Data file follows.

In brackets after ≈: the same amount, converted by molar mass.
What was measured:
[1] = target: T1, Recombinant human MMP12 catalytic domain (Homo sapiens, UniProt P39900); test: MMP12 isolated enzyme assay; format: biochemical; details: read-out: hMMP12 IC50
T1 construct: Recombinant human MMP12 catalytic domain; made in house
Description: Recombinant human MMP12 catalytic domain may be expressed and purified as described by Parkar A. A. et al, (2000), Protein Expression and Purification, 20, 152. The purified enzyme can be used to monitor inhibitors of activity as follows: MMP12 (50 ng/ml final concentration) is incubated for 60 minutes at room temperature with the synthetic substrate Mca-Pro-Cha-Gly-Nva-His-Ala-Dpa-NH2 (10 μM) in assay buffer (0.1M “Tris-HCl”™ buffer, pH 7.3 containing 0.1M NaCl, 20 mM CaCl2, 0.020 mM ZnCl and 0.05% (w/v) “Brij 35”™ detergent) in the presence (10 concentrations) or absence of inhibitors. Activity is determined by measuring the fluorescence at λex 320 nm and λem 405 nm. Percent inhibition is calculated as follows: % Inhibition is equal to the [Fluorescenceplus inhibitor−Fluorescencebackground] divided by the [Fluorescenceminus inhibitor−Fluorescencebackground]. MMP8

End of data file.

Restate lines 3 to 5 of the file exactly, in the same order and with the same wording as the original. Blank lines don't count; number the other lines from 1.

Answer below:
[1] = target: T1, Recombinant human MMP12 catalytic domain (Homo sapiens, UniProt P39900); test: MMP12 isolated enzyme assay; format: biochemical; details: read-out: hMMP12 IC50
T1 construct: Recombinant human MMP12 catalytic domain; made in house
Description: Recombinant human MMP12 catalytic domain may be expressed and purified as described by Parkar A. A. et al, (2000), Protein Expression and Purification, 20, 152. The purified enzyme can be used to monitor inhibitors of activity as follows: MMP12 (50 ng/ml final concentration) is incubated for 60 minutes at room temperature with the synthetic substrate Mca-Pro-Cha-Gly-Nva-His-Ala-Dpa-NH2 (10 μM) in assay buffer (0.1M “Tris-HCl”™ buffer, pH 7.3 containing 0.1M NaCl, 20 mM CaCl2, 0.020 mM ZnCl and 0.05% (w/v) “Brij 35”™ detergent) in the presence (10 concentrations) or absence of inhibitors. Activity is determined by measuring the fluorescence at λex 320 nm and λem 405 nm. Percent inhibition is calculated as follows: % Inhibition is equal to the [Fluorescenceplus inhibitor−Fluorescencebackground] divided by the [Fluorescenceminus inhibitor−Fluorescencebackground]. MMP8